A new reactor at Dominion's North Anna nuclear plant figures in the company's long-term plans for an extra 7900 MWe of capacity to meet projected electricity demand over the next 15 years.
|What North Anna 3 could look like (Image: Dominion)
State legislation brought in last year requires Virginia utilities to file a biennial Integrated Resource Plan (IRP), identifying the most cost-effective way to meet forecast growth in energy demand using existing and potential new resources for the next 15 years. According to Dominion Virginia Power's newly filed 2009 IRP, it will need additional resources totalling some 8900 MWe, of which around 950 MWe would be met by energy conservation, leaving it needing around 7900 MWe in new capacity.
To develop the IRP, Dominion Virginia Power drew up five alternative plans to test different resource strategies over the fifteen year planning period, including a variant with no nuclear expansion. These were then assessed under different sensitivities and scenarios to identify a single plan which, according to the 248-page document submitted to the Virginia State Corporation Commission, provides the most consistent lowest reasonable cost plan under potential future conditions.
Despite doubts early this year over Dominion's commitment to the 1550 MWe Economic Simplified Boiling Water Reactor (ESBWR) design, it remains part of the company's plans as part of 1900 MWe of additional generating capacity to be under development by 2024. "Nuclear power is a critical component of the company's plan to achieve fuel diversity, stable long-term customer electric rates, and low emissions," the plan notes.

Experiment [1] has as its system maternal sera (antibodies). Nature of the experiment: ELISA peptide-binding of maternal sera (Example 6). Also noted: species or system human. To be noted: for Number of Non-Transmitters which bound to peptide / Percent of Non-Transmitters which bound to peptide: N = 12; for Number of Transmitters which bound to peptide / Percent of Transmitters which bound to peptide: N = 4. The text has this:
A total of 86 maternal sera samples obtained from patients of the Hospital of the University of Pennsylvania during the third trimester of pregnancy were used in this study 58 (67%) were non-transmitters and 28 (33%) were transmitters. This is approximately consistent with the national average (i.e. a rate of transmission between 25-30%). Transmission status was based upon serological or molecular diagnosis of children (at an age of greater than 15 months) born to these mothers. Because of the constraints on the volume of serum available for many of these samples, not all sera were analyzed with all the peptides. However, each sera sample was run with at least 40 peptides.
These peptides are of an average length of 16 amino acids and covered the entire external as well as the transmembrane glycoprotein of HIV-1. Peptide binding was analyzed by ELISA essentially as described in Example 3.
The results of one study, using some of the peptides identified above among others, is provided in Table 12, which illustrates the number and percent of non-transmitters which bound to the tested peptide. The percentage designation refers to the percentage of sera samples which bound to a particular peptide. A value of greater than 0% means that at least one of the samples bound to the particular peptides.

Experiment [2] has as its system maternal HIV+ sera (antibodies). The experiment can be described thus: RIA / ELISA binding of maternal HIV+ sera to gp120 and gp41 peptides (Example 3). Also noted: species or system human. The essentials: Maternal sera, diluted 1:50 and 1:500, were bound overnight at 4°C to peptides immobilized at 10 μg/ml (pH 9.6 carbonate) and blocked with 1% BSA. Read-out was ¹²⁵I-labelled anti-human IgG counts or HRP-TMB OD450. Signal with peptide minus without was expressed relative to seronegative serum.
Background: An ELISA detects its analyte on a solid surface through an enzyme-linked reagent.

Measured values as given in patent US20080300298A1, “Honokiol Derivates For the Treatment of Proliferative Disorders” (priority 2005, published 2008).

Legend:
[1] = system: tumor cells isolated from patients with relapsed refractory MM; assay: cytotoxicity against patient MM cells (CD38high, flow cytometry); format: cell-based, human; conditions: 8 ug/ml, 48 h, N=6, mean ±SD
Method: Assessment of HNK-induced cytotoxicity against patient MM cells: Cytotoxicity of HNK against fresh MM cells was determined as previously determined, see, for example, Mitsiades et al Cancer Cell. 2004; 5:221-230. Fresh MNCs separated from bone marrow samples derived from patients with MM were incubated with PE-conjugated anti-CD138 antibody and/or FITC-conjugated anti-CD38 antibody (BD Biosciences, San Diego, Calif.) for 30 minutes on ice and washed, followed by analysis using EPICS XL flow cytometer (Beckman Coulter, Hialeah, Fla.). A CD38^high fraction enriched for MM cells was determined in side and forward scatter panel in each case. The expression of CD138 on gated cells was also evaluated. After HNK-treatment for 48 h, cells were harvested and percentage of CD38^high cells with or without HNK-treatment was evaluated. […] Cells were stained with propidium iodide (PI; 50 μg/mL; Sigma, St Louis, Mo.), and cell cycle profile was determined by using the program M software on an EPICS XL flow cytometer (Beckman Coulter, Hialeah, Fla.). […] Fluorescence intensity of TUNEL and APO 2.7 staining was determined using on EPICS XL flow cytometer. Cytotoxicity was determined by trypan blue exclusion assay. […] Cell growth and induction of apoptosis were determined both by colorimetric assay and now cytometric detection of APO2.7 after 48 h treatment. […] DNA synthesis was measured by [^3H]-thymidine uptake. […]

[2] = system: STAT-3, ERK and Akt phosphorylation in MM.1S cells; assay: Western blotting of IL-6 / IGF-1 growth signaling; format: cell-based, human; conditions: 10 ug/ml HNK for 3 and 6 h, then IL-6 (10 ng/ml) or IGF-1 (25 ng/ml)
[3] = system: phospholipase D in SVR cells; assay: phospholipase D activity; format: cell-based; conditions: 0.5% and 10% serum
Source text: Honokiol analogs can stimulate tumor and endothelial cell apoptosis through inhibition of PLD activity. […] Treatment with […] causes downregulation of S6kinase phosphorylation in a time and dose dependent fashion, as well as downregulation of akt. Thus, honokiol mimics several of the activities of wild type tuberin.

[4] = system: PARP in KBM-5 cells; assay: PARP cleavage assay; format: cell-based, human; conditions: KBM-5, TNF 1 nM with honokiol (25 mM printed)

While Dominion Virginia Power is at pains to point out that it has not yet fully committed to build North Anna 3, it intends to "maintain the option to do so". If built, the unit would be the so-called lead unit of the ESBWR design to be built in the US. A combined construction and operation license application for the unit was filed with the US Nuclear Regulatory Commission (NRC) in November 2007, and the company is looking towards a 2018 start-up date for the plant. Earlier this year it issued a Request for Proposals (RFP) to licence, engineer, procure and construct the unit, and says it is still evaluating the resultant nuclear unit designs and proposals it has received. The company has also applied for a federal loan guarantee for the project from the US Department of Energy.
The North Anna site, which is already home to two operating nuclear units, received an Early Site Permit (ESP) from the NRC in November 2007, declaring the site suitable for a new nuclear plant on safety, environmental and related grounds.